Peg Tennant takes some measurements at the site of the Oak Harbor Farmers Market last Friday, May 12. The market, in its 24th year, starts Thursday, May 18. Photo by Ron Newberry/Whidbey News-Times

Peg Tennant takes some measurements at the site of the Oak Harbor Farmers Market last Friday, May 12. The market, in its 24th year, starts Thursday, May 18. Photo by Ron Newberry/Whidbey News-Times

Oak Harbor Farmers Market begins 24th season Thursday

Ominous skies in the distance didn’t stop Peg Tennant from visiting the site of the Oak Harbor Farmers Market Friday.

She needed to take some measurements on the field in preparation of this year’s market, which kicks off Thursday.

A break in the rain gave her that chance and offered a promising splash of sunshine and near-60 degree temperatures. But as soon she started to take measurements, chilly gusts of wind began to pick up.

“Here we go,” Tennant said.

The cold, wet spring has put a damper on the start of the growing season on Whidbey Island.

Tennant, who manages both the Oak Harbor and Coupeville farmers markets, said the minimum soil temperature for good seed germination is 50 degrees, and the frequent wind and rain are preventing that mark from being sustained at night.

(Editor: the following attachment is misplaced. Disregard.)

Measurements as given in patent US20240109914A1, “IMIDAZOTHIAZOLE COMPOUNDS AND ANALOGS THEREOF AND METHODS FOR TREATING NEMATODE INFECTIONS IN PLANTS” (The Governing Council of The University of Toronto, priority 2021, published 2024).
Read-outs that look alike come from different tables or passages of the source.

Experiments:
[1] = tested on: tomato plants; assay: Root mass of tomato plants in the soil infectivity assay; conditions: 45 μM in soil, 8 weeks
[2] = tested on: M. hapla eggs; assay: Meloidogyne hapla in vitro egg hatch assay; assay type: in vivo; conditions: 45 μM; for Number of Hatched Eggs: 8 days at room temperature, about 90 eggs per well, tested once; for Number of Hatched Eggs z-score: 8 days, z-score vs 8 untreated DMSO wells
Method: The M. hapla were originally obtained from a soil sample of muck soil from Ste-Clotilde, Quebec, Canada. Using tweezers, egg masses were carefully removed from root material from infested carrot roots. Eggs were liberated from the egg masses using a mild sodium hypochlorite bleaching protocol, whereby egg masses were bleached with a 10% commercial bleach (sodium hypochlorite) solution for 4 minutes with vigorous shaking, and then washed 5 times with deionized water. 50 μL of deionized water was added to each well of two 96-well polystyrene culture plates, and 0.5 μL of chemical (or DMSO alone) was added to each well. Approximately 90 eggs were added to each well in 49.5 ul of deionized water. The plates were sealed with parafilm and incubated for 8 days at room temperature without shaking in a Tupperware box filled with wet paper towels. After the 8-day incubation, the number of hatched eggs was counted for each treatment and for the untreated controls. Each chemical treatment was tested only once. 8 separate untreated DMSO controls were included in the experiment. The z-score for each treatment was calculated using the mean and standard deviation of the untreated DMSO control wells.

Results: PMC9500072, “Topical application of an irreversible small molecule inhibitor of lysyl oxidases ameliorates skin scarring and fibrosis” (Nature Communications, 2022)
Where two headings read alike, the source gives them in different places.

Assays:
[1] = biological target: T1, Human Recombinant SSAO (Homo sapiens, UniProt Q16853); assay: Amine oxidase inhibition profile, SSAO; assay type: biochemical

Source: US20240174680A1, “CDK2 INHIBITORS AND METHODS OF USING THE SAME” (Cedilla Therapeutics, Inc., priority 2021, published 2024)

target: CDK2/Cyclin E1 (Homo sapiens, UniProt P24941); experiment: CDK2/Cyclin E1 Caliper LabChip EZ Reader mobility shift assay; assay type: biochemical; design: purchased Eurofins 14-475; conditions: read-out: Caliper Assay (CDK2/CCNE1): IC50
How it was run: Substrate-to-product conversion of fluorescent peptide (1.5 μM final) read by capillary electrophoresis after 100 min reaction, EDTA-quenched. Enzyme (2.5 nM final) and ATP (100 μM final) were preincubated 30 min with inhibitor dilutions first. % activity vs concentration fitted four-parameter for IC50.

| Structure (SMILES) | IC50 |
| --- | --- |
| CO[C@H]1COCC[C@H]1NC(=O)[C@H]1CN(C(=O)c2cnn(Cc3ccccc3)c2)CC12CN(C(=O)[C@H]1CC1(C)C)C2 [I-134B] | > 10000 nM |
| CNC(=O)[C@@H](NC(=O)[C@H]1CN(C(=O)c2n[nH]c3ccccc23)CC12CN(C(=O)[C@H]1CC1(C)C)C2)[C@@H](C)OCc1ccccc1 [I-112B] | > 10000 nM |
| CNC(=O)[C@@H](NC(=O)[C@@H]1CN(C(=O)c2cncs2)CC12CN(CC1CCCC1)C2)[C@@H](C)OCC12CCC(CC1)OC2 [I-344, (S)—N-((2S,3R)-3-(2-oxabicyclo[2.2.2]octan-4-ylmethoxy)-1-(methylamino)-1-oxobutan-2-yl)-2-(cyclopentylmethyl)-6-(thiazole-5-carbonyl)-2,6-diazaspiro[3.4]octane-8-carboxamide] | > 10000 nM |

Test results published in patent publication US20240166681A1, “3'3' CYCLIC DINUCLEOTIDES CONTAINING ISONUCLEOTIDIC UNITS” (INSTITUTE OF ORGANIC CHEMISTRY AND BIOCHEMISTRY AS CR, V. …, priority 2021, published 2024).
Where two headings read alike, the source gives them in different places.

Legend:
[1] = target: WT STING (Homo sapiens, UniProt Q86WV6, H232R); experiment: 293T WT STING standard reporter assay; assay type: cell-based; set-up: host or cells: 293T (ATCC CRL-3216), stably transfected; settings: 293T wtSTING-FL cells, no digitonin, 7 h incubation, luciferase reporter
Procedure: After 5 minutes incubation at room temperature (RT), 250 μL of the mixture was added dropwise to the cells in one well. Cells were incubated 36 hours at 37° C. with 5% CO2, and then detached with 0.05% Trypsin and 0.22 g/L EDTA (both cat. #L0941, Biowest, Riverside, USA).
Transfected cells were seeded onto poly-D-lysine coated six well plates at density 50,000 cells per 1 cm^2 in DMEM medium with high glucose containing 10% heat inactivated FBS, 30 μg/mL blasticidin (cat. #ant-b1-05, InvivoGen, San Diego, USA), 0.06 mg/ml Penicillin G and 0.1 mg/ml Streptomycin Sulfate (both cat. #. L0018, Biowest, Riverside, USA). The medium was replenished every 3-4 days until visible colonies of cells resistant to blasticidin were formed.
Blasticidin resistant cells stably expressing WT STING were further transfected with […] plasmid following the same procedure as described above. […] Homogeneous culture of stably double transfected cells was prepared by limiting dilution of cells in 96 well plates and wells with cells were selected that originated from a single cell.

“The ground temperatures have got to get up there for things to grow well,” Tennant said. “This is April weather and it’s May.”

Oak Harbor Farmers Market, in its 24th year, is open 4-7 p.m. every Thursday through the end of September.

The market is located on the field next to the Oak Harbor Chamber of Commerce, along State Highway 20.

Whidbey Island growers expecting to be on hand for the opener are Case Farm of Oak Harbor, Bell’s Farm and Kettle’s Edge Farm from Coupeville, Tennant said. Round Tuit Farm, a honey producer from Oak Harbor, also is expected.

Food vendors, crafters and nonprofit groups also will part of the market.

The sort of produce visitors can anticipate include spring greens, lettuce, Swiss chard, spinach, rhubarb, broccoli, radishes, scallions, onions, kale and more.

Bell’s Farm is predicting strawberries will ripen around Father’s Day this year, which is closer to the norm, Tennant said.

The strawberry plants recently started to bloom, a later start than in recent years.

“It might be a little bit easier to get pickers for them,” Tennant said.

“Last year, it was really hampered by young people being in school and not hireable per labor laws,” she said.

Strawberries from Skagit County farms may arrive at the market as early as the end of May, Tennant said.

Coupeville Farmers Market started April 1 and is 10 a.m.-2 p.m. Saturdays.

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